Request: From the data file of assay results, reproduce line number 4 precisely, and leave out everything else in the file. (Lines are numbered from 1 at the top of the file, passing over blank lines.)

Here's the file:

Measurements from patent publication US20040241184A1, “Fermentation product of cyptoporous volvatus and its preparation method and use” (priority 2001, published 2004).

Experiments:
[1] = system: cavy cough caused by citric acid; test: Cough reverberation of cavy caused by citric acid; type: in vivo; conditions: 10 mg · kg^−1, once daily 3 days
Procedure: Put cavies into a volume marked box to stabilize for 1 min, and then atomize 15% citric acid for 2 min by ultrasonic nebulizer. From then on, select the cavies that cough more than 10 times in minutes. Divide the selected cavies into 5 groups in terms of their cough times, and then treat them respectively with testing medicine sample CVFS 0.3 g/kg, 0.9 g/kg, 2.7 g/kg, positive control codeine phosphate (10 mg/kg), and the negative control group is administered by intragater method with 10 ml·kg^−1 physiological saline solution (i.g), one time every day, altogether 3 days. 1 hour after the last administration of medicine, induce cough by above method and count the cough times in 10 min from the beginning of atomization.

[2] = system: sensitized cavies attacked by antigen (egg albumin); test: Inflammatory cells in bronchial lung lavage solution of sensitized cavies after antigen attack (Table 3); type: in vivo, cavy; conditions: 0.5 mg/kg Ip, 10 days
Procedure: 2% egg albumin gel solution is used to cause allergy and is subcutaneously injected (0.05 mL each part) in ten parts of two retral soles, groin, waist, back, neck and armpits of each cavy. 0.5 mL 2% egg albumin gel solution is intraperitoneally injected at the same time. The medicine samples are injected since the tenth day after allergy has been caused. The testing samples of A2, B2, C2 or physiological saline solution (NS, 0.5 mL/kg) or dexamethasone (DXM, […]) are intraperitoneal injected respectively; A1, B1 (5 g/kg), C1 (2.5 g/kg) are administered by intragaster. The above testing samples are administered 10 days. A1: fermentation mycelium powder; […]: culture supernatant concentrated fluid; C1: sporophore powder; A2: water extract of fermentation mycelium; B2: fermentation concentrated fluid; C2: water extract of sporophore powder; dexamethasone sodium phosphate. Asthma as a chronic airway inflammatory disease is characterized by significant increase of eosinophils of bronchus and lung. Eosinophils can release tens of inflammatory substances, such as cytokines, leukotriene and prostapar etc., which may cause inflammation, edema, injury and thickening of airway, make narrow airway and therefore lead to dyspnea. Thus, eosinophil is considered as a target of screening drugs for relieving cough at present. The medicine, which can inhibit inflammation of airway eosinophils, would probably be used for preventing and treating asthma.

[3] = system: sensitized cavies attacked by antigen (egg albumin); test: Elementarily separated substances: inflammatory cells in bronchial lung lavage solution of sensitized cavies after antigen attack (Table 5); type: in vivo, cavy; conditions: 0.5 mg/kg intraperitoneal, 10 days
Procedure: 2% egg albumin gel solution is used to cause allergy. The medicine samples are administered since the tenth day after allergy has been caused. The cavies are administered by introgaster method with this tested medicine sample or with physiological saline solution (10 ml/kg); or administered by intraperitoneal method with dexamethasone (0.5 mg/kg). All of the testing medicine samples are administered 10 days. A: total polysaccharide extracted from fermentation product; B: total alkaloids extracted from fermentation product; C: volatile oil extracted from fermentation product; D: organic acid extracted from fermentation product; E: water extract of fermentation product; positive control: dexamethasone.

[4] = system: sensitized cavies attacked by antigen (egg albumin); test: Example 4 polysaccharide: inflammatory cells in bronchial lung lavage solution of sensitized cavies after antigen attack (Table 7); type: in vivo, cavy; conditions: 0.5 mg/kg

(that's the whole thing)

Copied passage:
Procedure: Put cavies into a volume marked box to stabilize for 1 min, and then atomize 15% citric acid for 2 min by ultrasonic nebulizer. From then on, select the cavies that cough more than 10 times in minutes. Divide the selected cavies into 5 groups in terms of their cough times, and then treat them respectively with testing medicine sample CVFS 0.3 g/kg, 0.9 g/kg, 2.7 g/kg, positive control codeine phosphate (10 mg/kg), and the negative control group is administered by intragater method with 10 ml·kg^−1 physiological saline solution (i.g), one time every day, altogether 3 days. 1 hour after the last administration of medicine, induce cough by above method and count the cough times in 10 min from the beginning of atomization.